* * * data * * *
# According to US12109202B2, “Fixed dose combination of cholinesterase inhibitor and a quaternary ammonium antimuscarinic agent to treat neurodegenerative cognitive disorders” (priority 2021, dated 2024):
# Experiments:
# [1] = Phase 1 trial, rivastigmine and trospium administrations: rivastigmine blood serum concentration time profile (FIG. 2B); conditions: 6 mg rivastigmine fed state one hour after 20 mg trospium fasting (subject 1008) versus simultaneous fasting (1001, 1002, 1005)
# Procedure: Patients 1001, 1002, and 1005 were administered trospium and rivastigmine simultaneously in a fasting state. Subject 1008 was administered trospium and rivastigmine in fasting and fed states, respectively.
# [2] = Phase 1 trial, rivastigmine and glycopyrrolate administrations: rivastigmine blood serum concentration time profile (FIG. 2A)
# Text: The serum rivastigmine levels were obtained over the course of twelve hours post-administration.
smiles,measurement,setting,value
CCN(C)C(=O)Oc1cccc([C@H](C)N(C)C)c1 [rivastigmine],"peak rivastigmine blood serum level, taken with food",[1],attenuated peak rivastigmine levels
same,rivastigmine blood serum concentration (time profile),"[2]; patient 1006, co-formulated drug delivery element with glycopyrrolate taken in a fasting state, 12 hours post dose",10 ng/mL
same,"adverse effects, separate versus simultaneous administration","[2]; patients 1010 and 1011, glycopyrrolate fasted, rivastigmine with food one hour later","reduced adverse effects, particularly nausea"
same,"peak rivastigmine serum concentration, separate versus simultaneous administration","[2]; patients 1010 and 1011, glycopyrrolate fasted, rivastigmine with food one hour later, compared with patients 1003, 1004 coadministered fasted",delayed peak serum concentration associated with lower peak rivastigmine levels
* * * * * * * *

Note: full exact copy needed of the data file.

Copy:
# According to US12109202B2, “Fixed dose combination of cholinesterase inhibitor and a quaternary ammonium antimuscarinic agent to treat neurodegenerative cognitive disorders” (priority 2021, dated 2024):
# Experiments:
# [1] = Phase 1 trial, rivastigmine and trospium administrations: rivastigmine blood serum concentration time profile (FIG. 2B); conditions: 6 mg rivastigmine fed state one hour after 20 mg trospium fasting (subject 1008) versus simultaneous fasting (1001, 1002, 1005)
# Procedure: Patients 1001, 1002, and 1005 were administered trospium and rivastigmine simultaneously in a fasting state. Subject 1008 was administered trospium and rivastigmine in fasting and fed states, respectively.
# [2] = Phase 1 trial, rivastigmine and glycopyrrolate administrations: rivastigmine blood serum concentration time profile (FIG. 2A)
# Text: The serum rivastigmine levels were obtained over the course of twelve hours post-administration.
smiles,measurement,setting,value
CCN(C)C(=O)Oc1cccc([C@H](C)N(C)C)c1 [rivastigmine],"peak rivastigmine blood serum level, taken with food",[1],attenuated peak rivastigmine levels
same,rivastigmine blood serum concentration (time profile),"[2]; patient 1006, co-formulated drug delivery element with glycopyrrolate taken in a fasting state, 12 hours post dose",10 ng/mL
same,"adverse effects, separate versus simultaneous administration","[2]; patients 1010 and 1011, glycopyrrolate fasted, rivastigmine with food one hour later","reduced adverse effects, particularly nausea"
same,"peak rivastigmine serum concentration, separate versus simultaneous administration","[2]; patients 1010 and 1011, glycopyrrolate fasted, rivastigmine with food one hour later, compared with patients 1003, 1004 coadministered fasted",delayed peak serum concentration associated with lower peak rivastigmine levels